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Question: High Sierra and Router DHCP Issues

I’ve purchased two new routers in the past couple of weeks due to the fact that Comcast increased my Internet speed and I needed the new high speed protocols to take advantage of it..


Both routers have crashed due to IP address conflicts... On both routers (one a Netgear, the other a Linksys) my MacBook Pro running High Sierra 10.13.1 has all of a sudden started generating IP address conflict error messages... One message will say the conflict is: “Another unit has 192.168.1.120”, a little later the error message will say: “Another unit has 192.168.1.130”...


Both routers were reset to factory settings multiple times and re configured... Same result.


I‘ve spent a frustrating amount of time on the phone with technical support with no resolution...


I decided maybe the MacBook was the problem so I gave it a dedicated IP address below the DHCP range of the router. So far the router (Linksys AC1750) is happy and all is well...


Anyone have any idea why the macbook is causing problems??

MacBook Pro with Retina display, OS X Yosemite (10.10.2)

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Dec 10, 2017 8:56 AM in response to N7BY In response to N7BY

OK.


That problem is caused because the Mac (and probably other devices as well) really wants to hold onto the IP Address it was using before. So it goes ahead and uses it, and does not ask for a new DHCP Address.


Meanwhile, The Router thinks that address lease has expired, and therefore seems to be free, so the Router passes it out as a new DHCP Address to the next device that needs one.


If your home network devices did not come and go as much you would rarely run into this problem. If you have Network Printers, it is a good idea in general to give them at a fixed IP addresses they way you already described, using an Address "out of line" with the DHCP Addresses.


There was a bug in some Apple software (five years ago or more) that caused a device to hold its DHCP Address across sleep, and when it woke and tried to use the same address, it wreaked havoc on the Network for the same reasons you are describing here. If this is similar bug, you are the first to describe it.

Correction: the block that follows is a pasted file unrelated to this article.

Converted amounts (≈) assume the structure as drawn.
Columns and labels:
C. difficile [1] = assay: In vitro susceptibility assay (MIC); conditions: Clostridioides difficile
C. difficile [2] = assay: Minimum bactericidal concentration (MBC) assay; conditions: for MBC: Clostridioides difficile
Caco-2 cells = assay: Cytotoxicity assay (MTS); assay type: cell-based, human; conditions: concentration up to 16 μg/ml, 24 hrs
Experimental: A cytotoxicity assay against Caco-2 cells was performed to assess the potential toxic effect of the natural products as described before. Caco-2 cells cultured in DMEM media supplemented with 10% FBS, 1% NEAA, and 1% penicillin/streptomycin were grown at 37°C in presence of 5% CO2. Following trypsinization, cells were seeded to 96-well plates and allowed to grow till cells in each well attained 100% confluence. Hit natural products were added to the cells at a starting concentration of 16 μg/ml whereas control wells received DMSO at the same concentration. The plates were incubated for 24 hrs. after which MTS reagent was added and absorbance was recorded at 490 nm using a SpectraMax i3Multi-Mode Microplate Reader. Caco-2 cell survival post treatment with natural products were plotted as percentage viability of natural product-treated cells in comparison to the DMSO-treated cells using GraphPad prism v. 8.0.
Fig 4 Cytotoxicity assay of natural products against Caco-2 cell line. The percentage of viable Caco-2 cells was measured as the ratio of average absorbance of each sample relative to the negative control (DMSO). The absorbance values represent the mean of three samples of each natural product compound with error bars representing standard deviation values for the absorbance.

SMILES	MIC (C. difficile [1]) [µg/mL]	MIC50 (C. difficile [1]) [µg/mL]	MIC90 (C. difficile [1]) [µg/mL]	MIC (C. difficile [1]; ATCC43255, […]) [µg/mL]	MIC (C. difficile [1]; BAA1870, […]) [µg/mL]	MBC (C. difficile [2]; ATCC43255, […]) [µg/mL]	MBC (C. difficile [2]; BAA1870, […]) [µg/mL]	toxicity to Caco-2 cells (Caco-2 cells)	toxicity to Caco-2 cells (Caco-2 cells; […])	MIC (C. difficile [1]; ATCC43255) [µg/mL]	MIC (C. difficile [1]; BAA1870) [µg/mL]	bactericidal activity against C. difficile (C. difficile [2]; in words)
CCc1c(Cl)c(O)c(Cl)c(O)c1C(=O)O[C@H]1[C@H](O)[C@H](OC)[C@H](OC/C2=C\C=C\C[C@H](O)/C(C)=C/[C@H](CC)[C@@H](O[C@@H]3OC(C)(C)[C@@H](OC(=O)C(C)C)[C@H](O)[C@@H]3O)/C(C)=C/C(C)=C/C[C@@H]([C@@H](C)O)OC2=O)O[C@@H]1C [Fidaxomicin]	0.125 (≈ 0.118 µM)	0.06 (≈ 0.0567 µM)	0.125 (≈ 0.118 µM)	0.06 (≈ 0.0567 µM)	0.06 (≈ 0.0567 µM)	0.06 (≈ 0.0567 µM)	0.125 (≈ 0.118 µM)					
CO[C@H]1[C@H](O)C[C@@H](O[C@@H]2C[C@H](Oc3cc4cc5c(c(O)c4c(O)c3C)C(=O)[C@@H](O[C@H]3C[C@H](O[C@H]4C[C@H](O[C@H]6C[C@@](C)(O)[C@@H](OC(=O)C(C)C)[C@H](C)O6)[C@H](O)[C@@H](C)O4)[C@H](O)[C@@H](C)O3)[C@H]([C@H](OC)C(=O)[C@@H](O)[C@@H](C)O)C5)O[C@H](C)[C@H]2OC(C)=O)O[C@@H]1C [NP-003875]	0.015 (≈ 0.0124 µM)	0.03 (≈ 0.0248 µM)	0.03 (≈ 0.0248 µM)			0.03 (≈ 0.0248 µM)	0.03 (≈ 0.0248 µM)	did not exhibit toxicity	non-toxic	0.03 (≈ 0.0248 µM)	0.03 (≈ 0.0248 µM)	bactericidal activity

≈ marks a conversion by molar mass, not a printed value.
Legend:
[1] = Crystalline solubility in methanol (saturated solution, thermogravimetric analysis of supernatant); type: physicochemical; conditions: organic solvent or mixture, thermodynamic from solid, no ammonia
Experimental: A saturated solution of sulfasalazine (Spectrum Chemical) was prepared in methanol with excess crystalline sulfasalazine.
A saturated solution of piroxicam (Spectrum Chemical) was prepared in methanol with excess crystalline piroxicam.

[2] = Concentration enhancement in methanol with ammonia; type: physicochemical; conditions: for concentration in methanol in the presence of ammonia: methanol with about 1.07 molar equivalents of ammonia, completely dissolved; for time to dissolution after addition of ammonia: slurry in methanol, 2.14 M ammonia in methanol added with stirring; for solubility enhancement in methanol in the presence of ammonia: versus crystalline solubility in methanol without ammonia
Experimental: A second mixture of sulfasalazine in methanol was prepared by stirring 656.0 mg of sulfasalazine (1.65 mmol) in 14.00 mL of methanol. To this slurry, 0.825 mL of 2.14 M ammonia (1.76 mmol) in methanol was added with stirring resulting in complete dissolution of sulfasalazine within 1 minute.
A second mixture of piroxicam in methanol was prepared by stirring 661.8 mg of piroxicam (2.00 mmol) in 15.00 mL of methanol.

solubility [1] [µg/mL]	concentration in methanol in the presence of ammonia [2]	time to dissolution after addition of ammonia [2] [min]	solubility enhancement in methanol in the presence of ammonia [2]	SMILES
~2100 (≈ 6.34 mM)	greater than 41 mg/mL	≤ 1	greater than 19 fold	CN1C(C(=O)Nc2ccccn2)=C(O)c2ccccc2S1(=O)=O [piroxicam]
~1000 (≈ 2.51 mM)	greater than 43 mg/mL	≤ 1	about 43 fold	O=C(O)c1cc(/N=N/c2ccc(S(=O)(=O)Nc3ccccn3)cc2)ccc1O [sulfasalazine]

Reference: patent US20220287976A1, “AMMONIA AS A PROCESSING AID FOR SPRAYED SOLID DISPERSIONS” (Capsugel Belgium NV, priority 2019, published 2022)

Do you have the Time and Time Zone set correctly on all devices?

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Dec 9, 2017 8:52 PM in response to N7BY In response to N7BY

To use more than one Router on your network, pick ONE that provides DHCP addresses, the other two are set to "Bridge Mode" that is, they do not provide DHCP addresses, but merely act as access points. Then give each Router the same Network-name and password, and you have a working Roaming Network or Wirelessly Extended Network.


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Dec 9, 2017 8:52 PM

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Dec 10, 2017 8:56 AM in response to N7BY In response to N7BY

OK.


That problem is caused because the Mac (and probably other devices as well) really wants to hold onto the IP Address it was using before. So it goes ahead and uses it, and does not ask for a new DHCP Address.


Meanwhile, The Router thinks that address lease has expired, and therefore seems to be free, so the Router passes it out as a new DHCP Address to the next device that needs one.


If your home network devices did not come and go as much you would rarely run into this problem. If you have Network Printers, it is a good idea in general to give them at a fixed IP addresses they way you already described, using an Address "out of line" with the DHCP Addresses.


There was a bug in some Apple software (five years ago or more) that caused a device to hold its DHCP Address across sleep, and when it woke and tried to use the same address, it wreaked havoc on the Network for the same reasons you are describing here. If this is similar bug, you are the first to describe it.


Do you have the Time and Time Zone set correctly on all devices?

Dec 10, 2017 8:56 AM

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Dec 10, 2017 9:00 AM in response to Grant Bennet-Alder In response to Grant Bennet-Alder

Thanks Grant. I’ll check time zones and I think your advice on assigning more static ip addresses is wise... we’ve got 28 devices connected to our router. The network is still working fine so I think that the MacBook Pro/Linksys router we’re not playing well together for whatever reason....

Dec 10, 2017 9:00 AM

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Dec 10, 2017 11:01 AM in response to N7BY In response to N7BY

I have a similar situation on my Home Router. I set up the Printers and secondary Routers with manual addresses way down low in the range, and was using DHCP in the range of 192.168.0.150. So all the Macs got addresses in that range at one time.


They refuse to let go of them.


I changed the DHCP range to start at 192.168.0.101 (up through .250) a few months ago. Not one device has moved to new addresses starting in that range -- they are all sticking with their "original" DHCP Addresses in the 150 range.

Dec 10, 2017 11:01 AM

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Question: High Sierra and Router DHCP Issues